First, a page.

Language to boost election security removed from Senate intelligence legislation
A measure that would require presidential campaigns to report attempts by foreign nationals to interfere in elections was removed from the Senate’s bipartisan Intelligence Authorization Act, Sen. Mark Warner (D-Va.) said Tuesday.
The clause was based on Warner’s Foreign Influence Reporting in Elections (FIRE) Act, which requires presidential campaigns to report all contacts with foreign nationals seeking to interfere in the election process to both the FBI and the Federal Election Commission.
The Intelligence Authorization Act will be included in the Senate version of the 2021 National Defense Authorization Act (NDAA), but according to Warner, the FIRE Act clause was taken out as part of a “backroom deal” in order to get the intelligence legislation included in the must-pass defense funding bill.
Warner announced he was proposing the legislation as a separate amendment to the NDAA in order to force members of the Senate to vote on the record about where they stood on election security. The Senate this week is debating its version of the 2021 NDAA.
Warner criticized President Trump and Republicans for removing the clause, noting that the Senate had not voted on any standalone election security legislation since Russian agents interfered in the 2016 presidential election.
“In a different time, with a different president, this bill wouldn’t be controversial at all. It would simply say, to all presidential campaigns going forward, if a foreign power reaches out to your campaign offering assistance or offering dirt on a political opponent, the appropriate response is not to say thank you. The appropriate response is to call the FBI,” Warner said.
“What a sad statement about partisan politics in our country when we cannot even agree to that,” he added.
Warner has previously brought the FIRE Act to the Senate in an attempt to pass it through unanimous consent but was blocked by Republicans five separate times.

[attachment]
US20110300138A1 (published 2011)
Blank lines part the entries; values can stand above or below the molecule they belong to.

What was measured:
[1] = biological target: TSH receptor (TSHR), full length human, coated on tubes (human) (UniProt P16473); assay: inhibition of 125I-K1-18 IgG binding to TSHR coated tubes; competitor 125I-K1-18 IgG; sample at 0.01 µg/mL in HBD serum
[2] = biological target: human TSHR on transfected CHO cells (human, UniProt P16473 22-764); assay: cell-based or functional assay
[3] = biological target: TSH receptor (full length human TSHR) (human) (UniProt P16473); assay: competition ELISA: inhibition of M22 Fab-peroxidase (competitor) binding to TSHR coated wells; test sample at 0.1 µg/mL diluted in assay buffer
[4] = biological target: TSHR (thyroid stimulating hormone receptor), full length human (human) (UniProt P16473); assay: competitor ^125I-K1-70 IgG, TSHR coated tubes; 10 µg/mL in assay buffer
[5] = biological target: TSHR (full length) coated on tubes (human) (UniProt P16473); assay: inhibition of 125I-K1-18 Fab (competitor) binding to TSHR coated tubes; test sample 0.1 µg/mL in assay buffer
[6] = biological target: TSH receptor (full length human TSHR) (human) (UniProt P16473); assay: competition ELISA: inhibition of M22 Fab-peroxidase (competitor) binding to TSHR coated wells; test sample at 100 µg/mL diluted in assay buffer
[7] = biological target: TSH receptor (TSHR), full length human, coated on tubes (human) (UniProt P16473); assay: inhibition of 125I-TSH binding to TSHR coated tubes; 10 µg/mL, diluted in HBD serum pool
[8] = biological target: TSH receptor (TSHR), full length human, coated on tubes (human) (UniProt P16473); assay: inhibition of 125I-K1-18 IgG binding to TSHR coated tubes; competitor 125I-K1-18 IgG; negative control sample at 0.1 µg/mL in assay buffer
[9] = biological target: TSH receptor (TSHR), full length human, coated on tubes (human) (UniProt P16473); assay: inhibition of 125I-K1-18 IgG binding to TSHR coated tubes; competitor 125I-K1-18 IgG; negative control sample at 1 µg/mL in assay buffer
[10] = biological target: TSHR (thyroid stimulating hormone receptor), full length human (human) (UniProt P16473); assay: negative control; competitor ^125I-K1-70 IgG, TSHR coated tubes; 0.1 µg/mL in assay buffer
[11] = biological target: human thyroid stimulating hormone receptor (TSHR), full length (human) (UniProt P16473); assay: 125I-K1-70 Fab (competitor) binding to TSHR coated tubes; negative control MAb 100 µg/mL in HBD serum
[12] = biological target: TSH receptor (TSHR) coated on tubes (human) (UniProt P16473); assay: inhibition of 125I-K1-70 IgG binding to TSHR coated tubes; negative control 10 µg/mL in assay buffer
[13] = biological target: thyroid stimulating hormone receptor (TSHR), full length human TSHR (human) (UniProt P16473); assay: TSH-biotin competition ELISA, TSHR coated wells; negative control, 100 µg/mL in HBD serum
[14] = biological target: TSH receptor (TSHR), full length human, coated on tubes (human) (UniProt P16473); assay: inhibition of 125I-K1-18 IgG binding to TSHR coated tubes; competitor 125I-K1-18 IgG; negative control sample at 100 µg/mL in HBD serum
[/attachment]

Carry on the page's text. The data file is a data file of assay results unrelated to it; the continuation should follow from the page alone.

Senate Democrats have repeatedly attempted to push through various pieces of election security legislation, but Senate Republicans have blocked them due to concerns around federalizing elections.
Warner accused Republicans on Tuesday of blocking the legislation in order to “earn applause from the president on Twitter,” referring to Trump’s opposition to election security legislation.
The Senate has approved more than $1 billion in election security funds for states since 2018, including $400 million to help election officials during the COVID-19 pandemic that was included in the stimulus package signed into law by Trump in March.
Warner, who serves as the top Democrat on the Senate Intelligence Committee, pointed to his panel’s findings as part of its report on Russian interference in the 2016 elections as being a major reason to boost election security efforts.
The panel has released four of five bipartisan reports stemming from the investigation, with Warner saying Tuesday that the fifth report, which covers counterintelligence findings, was still undergoing a declassification review at the Office of the Director of National Intelligence.
Warner emphasized the importance of passing election security legislation prior to the November elections.
“More than ever, it’s time to put country over party and defend our democracy from those who would do it harm,” Warner said. “Foreign interference has no place in our elections.”